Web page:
No citizen who has ever been incarcerated would identify prison as their home.
Incarcerated persons in Michigan should be counted as residents based on where they choose to live and where they will likely return upon release, not where they are temporarily housed. Typically, after incarceration in Michigan Department of Corrections facilities, reentering citizens do not remain in the rural areas where those prisons are located. They return home after their release, to their own communities where they lived prior to their sentences.
Current redistricting practices benefit the predominantly white and rural communities where state prisons are located by giving them greater political power, while taking away the representative power of communities of color, which are disproportionally impacted by the broken criminal justice system and the expansion of the prison industrial complex. Michigan's historic redistricting practice of counting incarcerated persons as residents of their prisons would distort political representation for another decade if new practices are not adopted in the Commission's redistricting plans.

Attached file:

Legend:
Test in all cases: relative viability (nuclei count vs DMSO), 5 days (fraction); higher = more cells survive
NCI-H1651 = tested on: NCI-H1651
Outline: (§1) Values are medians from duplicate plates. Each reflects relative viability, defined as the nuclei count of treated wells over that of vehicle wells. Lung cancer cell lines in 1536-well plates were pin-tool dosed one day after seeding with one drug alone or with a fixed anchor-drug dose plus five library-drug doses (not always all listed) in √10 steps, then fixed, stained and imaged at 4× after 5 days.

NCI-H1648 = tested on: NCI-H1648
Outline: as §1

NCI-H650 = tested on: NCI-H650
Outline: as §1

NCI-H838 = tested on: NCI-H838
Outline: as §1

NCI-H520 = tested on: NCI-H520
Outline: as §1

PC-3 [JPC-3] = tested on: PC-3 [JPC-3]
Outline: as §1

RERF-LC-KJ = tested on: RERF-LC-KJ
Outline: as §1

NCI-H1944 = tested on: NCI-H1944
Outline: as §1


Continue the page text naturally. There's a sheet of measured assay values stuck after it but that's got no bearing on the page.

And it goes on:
To continue this practice would compound and extend an injustice that never should have been allowed in the first place. Now is the time to make this right.
- Warren C. Evans, Wayne County Executive